(This post is part of a weeklong diary; you can read the introduction here and first entry here)
I had a surprisingly good nights sleep at the backpackers hostel despite the heat of the 18-person dorm and woke refreshed and relaxed. A little too relaxed perhaps, as I only just arrived in time for class, having sat for too long in the coffee shop opposite the Ruskin School writing postcards.
What we did
The day started apace with a morning lecture on the skeleton. The lecture itself was a picturesque art school idle with attentive students clutching sketch books leaning forward in anticipation as Sarah stood in front of a huge chalkboard of notes, flanked by a male and female skeleton. Sarah led us through the fundamental qualities of the human skeleton with customary warmth and enthusiasm.
This was very much what I was here for; my knowledge of anatomy is acceptable, but largely rooted in the practical necessities of life drawing. As Sarah described the nature of the bone, cartilage and ligament I could feel the disparate fragments of my existing knowledge slotting into the coherent framework of her description. I just about kept up, looking, listening and taking comprehensive notes so that by the end, rather than being tired I felt thoroughly exhilarated. After a Q&A in which the class wildly speculated on evolutionary causes of male and female difference in the skeleton and Rebecca demonstrated the hypermobility of a trained ballerina by lifting her foot effortlessly above her head, we took a lunch break.
Post-lunch the day took a more sedate turn and we dispersed around the studio with two full skeletons and a half-skeleton of individual bones to make drawings as we wished. I made a study of the shoulder girdle, skull and ribcage viewed at an angle that I always struggle with in life drawing. After the lecture the drawing helped to compound the lessons of the morning and I made further notes to help coherently structure my learning. After a cup of tea chatting to Sarah and a bit of informal peer-critique with Rebecca and Gabby we went through to the seminar room to see Sarah’s work in the proverbial flesh.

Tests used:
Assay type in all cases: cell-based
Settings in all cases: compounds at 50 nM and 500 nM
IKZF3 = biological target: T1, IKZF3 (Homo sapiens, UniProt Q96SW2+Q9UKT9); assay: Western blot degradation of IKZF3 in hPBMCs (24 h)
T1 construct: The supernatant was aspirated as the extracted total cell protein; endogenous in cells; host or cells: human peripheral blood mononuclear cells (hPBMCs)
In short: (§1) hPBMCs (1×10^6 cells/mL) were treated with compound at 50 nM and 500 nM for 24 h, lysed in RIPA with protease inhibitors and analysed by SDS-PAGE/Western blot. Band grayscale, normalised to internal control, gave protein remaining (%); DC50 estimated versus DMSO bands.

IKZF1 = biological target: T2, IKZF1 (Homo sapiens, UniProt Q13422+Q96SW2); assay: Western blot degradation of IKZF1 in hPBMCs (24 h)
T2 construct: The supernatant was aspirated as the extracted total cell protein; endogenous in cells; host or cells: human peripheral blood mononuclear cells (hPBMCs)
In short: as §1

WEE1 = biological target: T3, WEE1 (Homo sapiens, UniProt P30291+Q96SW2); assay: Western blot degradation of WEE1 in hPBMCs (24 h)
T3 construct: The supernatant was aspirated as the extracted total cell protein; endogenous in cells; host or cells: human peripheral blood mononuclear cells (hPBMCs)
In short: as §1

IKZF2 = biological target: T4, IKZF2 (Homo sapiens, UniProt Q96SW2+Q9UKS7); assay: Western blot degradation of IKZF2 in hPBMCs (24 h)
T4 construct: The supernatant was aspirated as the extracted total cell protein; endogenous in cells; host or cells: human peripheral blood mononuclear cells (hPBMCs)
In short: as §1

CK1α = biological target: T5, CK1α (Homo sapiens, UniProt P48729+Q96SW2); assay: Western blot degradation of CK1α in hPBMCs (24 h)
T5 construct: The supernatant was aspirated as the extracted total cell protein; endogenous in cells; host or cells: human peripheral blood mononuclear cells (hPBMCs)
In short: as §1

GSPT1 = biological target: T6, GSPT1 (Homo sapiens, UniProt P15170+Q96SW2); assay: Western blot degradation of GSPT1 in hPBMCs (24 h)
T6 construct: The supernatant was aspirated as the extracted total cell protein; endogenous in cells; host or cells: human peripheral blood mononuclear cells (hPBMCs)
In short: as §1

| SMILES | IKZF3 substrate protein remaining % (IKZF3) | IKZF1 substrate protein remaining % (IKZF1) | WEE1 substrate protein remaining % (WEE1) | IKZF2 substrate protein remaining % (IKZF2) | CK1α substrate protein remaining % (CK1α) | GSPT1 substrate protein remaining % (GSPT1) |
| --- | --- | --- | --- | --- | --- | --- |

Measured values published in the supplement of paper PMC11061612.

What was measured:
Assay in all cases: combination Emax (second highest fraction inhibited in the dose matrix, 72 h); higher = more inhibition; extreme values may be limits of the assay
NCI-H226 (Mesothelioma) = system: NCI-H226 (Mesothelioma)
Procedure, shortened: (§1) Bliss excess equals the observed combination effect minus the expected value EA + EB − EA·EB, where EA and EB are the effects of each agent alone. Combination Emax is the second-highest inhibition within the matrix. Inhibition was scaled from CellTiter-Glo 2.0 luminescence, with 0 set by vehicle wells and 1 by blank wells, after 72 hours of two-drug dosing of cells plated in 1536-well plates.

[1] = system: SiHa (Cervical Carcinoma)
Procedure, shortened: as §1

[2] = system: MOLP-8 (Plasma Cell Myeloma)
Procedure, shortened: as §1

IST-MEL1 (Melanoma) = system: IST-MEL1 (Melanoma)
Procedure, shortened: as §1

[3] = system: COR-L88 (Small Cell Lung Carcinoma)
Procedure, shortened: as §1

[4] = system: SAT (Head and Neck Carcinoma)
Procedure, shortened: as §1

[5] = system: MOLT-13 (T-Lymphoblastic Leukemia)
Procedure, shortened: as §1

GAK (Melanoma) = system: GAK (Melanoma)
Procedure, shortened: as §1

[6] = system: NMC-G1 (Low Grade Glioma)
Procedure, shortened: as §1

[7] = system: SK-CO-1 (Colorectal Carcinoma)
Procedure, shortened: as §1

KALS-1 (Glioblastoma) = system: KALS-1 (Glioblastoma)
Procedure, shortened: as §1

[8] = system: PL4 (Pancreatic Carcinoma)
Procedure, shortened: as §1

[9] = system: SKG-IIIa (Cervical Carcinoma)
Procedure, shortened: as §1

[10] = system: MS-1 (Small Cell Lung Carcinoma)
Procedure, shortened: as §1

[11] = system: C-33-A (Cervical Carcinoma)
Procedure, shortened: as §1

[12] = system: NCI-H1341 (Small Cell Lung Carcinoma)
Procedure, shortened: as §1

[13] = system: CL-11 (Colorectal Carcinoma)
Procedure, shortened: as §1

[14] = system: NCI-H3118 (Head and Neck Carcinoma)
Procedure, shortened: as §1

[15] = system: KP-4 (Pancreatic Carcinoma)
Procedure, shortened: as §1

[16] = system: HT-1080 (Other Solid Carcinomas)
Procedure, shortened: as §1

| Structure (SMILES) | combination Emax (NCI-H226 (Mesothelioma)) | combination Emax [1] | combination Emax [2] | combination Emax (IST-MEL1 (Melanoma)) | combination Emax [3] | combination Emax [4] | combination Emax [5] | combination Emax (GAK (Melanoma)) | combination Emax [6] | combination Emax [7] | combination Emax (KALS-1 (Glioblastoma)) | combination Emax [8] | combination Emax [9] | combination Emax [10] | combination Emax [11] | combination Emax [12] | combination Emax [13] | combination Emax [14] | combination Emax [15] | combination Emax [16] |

Sarah’s drawings are huge; a single drawing covers most of the floor of the room. These drawings were made around 20 years ago and feature in her Anatomy for the Artist. Although the paper has faded and they are worn with travel and repeated unrolling the drawings are a genuine inspiration. They are made with compressed charcoal and white paint on Fabriano paper, stuck together in sections to form huge canvases for imaginative theaters of perspective and anatomy. They are an abstraction of reality, but have their root firmly in the observed world and demonstrate consummate skill in markmaking, composition and anatomical knowledge. They excite the same awe and curiosity I always feel around the work of John Freeman, my life-drawing tutor and brilliant etcher.
Sarah talks candidly about her work, her progress from huge imagined anatomical theatres to the small botanical studies of her more recent books and laboriously rendered landscapes of her recent collaboration, The New Sylva. She is generous with her input and invites us to examine the drawings and leaf through her sketchbook, even to photograph her work. When the day finishes the class lingers, still sifting through the piles of prints and books laid out for us. I eventually leave feeling thoroughly inspired.
The day was well balanced, with just the right amount of anatomy lecture, balanced with application of theory and Sarah’s own examples.
Sarah provided fascinating insights into the process of putting together her books with DK and more recently, Bloomsbury. Reflecting on my own experiences I found her approach fascinating and a useful insight.
A thing I learnt
I learnt a LOT today. The demystifying of the names of various bones was particularly valuable, as was the conceptual separation of the Axial and the Appendicular sections of the skeleton.
Teaching, drawing, writing and painting.